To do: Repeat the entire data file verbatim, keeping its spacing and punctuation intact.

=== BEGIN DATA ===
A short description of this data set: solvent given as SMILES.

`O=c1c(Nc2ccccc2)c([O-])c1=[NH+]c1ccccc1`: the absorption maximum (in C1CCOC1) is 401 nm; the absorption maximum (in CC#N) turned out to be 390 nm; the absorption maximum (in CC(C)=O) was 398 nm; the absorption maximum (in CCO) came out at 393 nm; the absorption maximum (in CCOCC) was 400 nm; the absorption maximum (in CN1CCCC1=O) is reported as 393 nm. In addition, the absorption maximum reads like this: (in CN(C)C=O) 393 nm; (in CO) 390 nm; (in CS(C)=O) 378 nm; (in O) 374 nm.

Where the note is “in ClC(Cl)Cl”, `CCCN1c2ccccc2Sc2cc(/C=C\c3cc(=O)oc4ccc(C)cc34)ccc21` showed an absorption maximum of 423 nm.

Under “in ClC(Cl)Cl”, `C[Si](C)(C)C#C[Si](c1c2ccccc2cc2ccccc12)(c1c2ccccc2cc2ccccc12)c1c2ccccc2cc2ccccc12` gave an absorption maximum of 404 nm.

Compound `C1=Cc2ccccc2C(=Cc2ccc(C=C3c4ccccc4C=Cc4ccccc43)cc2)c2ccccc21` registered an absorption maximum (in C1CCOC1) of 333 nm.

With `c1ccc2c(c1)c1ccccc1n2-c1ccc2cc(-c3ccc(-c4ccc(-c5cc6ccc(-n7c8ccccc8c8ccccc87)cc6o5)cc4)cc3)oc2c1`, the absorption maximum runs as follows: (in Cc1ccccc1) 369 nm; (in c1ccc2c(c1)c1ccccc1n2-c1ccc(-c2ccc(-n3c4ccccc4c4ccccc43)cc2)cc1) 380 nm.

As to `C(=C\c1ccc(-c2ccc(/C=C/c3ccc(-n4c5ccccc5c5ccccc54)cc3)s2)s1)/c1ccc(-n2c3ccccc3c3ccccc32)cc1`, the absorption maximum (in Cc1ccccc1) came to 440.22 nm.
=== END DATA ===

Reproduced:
A short description of this data set: solvent given as SMILES.

`O=c1c(Nc2ccccc2)c([O-])c1=[NH+]c1ccccc1`: the absorption maximum (in C1CCOC1) is 401 nm; the absorption maximum (in CC#N) turned out to be 390 nm; the absorption maximum (in CC(C)=O) was 398 nm; the absorption maximum (in CCO) came out at 393 nm; the absorption maximum (in CCOCC) was 400 nm; the absorption maximum (in CN1CCCC1=O) is reported as 393 nm. In addition, the absorption maximum reads like this: (in CN(C)C=O) 393 nm; (in CO) 390 nm; (in CS(C)=O) 378 nm; (in O) 374 nm.

Where the note is “in ClC(Cl)Cl”, `CCCN1c2ccccc2Sc2cc(/C=C\c3cc(=O)oc4ccc(C)cc34)ccc21` showed an absorption maximum of 423 nm.

Under “in ClC(Cl)Cl”, `C[Si](C)(C)C#C[Si](c1c2ccccc2cc2ccccc12)(c1c2ccccc2cc2ccccc12)c1c2ccccc2cc2ccccc12` gave an absorption maximum of 404 nm.

Compound `C1=Cc2ccccc2C(=Cc2ccc(C=C3c4ccccc4C=Cc4ccccc43)cc2)c2ccccc21` registered an absorption maximum (in C1CCOC1) of 333 nm.

With `c1ccc2c(c1)c1ccccc1n2-c1ccc2cc(-c3ccc(-c4ccc(-c5cc6ccc(-n7c8ccccc8c8ccccc87)cc6o5)cc4)cc3)oc2c1`, the absorption maximum runs as follows: (in Cc1ccccc1) 369 nm; (in c1ccc2c(c1)c1ccccc1n2-c1ccc(-c2ccc(-n3c4ccccc4c4ccccc43)cc2)cc1) 380 nm.

As to `C(=C\c1ccc(-c2ccc(/C=C/c3ccc(-n4c5ccccc5c5ccccc54)cc3)s2)s1)/c1ccc(-n2c3ccccc3c3ccccc32)cc1`, the absorption maximum (in Cc1ccccc1) came to 440.22 nm.